Belfast Telegraph

Thursday 31 July 2014

TV ad chimp in horror attack on woman

A 14-stone pet chimpanzee once seen in TV commercials mauled a woman visiting its owner and cornered a police officer in his car before being shot dead.

Captain Richard Conklin of Stamford police in Connecticut said the injured woman was taken to hospital last night in a "very serious" condition.

Capt Conklin said she suffered "a tremendous loss of blood" from serious facial injuries.

The 15-year-old chimpanzee's owner and two officers were also hurt.

Police said they had no idea why the chimpanzee, named Travis, attacked the woman as she got out of her car to visit the animal's owner, Sandra Herold.

Capt Conklin said Ms Herold wrestled with the animal then ran inside to call emergency services.

"She retrieved a large butcher knife and stabbed her long-time pet numerous times in an effort to save her friend, who was really being brutally attacked," he said.

Travis ran away and started roaming on Ms Herold's property as police arrived. Officers set up security so medics could reach the critically injured woman lying on the ground, Capt Conklin said.

As the woman was treated, the chimpanzee went after several of the officers, who retreated into their cars. Travis opened the door to one cruiser and started to get in, trapping an officer who then shot the chimpanzee several times, Capt Conklin said.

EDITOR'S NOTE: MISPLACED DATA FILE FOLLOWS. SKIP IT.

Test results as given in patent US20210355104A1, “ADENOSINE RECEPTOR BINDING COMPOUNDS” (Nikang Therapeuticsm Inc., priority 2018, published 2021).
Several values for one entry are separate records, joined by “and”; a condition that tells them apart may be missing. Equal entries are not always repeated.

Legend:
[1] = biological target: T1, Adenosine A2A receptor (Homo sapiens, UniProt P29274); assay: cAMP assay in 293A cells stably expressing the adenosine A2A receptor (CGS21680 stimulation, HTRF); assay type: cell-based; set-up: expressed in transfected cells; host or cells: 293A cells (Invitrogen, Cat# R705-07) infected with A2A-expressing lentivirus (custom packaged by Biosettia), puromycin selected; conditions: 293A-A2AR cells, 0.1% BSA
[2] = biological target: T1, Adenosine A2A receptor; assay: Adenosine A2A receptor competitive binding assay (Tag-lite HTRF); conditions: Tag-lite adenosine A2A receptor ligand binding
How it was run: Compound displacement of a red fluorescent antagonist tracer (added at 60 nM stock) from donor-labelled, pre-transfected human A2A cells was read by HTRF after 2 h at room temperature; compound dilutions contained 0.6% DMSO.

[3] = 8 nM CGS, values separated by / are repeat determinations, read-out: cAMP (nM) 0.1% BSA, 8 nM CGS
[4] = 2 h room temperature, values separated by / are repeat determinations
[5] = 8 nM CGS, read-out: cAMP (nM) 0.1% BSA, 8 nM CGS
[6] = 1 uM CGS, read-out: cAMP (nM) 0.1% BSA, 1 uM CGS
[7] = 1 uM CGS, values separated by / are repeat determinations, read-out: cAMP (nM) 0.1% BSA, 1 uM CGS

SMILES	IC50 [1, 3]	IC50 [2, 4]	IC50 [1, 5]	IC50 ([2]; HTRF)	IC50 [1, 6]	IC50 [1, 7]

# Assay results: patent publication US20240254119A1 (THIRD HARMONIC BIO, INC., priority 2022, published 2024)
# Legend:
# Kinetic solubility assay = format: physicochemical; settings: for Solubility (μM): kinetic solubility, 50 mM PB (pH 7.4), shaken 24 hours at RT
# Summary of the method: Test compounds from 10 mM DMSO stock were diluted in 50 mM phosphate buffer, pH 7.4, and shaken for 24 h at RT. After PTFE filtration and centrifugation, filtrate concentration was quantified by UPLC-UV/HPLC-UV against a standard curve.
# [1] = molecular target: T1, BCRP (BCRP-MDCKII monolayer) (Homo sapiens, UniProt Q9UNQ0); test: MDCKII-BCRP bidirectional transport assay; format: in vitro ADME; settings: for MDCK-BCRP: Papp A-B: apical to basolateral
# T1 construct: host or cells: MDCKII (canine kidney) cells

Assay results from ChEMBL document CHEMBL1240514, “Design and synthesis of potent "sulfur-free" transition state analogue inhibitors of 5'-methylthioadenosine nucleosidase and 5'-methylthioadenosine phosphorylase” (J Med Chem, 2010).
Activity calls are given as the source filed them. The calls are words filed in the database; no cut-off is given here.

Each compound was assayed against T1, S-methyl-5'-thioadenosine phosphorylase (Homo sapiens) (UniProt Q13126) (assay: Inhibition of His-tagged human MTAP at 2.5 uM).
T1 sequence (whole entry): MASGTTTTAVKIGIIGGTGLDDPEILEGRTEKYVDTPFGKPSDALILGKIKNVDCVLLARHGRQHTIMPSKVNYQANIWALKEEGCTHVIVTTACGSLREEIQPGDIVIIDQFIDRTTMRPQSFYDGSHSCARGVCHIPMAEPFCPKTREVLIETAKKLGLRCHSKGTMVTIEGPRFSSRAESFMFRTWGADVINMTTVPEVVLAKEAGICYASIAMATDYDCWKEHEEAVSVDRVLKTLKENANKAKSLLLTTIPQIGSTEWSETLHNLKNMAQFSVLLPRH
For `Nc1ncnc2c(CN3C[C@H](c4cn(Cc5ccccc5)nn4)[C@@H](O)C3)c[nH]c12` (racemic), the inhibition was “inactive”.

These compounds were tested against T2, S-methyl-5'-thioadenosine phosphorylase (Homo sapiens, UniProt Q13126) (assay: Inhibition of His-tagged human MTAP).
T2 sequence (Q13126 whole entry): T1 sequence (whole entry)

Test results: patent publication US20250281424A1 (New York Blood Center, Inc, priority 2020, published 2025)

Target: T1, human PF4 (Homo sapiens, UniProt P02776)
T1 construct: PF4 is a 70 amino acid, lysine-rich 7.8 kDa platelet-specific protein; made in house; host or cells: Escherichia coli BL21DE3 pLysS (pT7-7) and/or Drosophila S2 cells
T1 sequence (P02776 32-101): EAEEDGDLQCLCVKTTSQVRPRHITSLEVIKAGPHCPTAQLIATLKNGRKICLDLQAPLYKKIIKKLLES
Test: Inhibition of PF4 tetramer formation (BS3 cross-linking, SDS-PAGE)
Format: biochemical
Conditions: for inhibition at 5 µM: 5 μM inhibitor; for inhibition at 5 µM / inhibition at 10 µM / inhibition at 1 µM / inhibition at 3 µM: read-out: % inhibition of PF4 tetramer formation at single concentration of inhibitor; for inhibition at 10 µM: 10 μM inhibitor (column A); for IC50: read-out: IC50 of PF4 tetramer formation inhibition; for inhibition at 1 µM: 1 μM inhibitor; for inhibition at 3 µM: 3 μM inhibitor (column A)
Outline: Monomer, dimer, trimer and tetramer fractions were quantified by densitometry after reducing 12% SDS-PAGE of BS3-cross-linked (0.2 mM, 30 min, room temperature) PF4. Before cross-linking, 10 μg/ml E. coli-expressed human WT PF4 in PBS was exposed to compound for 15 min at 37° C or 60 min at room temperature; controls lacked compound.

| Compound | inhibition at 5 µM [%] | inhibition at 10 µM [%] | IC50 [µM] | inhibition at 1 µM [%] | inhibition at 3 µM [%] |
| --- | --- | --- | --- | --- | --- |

The wounded chimpanzee fled and police followed the trail of his blood down the driveway, into the open door of the home, through the house and to his living quarters, where he had retreated and died of his wounds.

Well-known around Stamford because he rode around in trucks belonging to his owners' towing company, Travis appeared on TV commercials for Old Navy and Coca-Cola when he was younger, made an appearance on the Maury Povich Show and took part in a television pilot, according to The Advocate newspaper of Stamford.

"He's been raised almost like a child by this family," Capt Conklin said. "He rides in a car every day, he opens doors, he's a very unique animal in that aspect. We have no indication of what provoked this behaviour at all."

Capt Conklin said the chimp had been ill from Lyme disease, "so maybe from the medications he was out of sorts. We really don't know".

Police have dealt with the animal in the past, including an incident in 2003 when he escaped from his owners' vehicle in Stamford for two hours. Officers used cookies, macadamia treats and ice cream in an attempt to lure him, but subdued him only after he became too tired to resist.

At the time of the 2003 incident, police said the Herolds told them the chimpanzee was toilet trained, dressed himself, took his own bath, ate at the table and drank wine from a stemmed glass.

He also brushed his teeth, logged on to the computer to look at pictures, and watched television using the remote control, police said.

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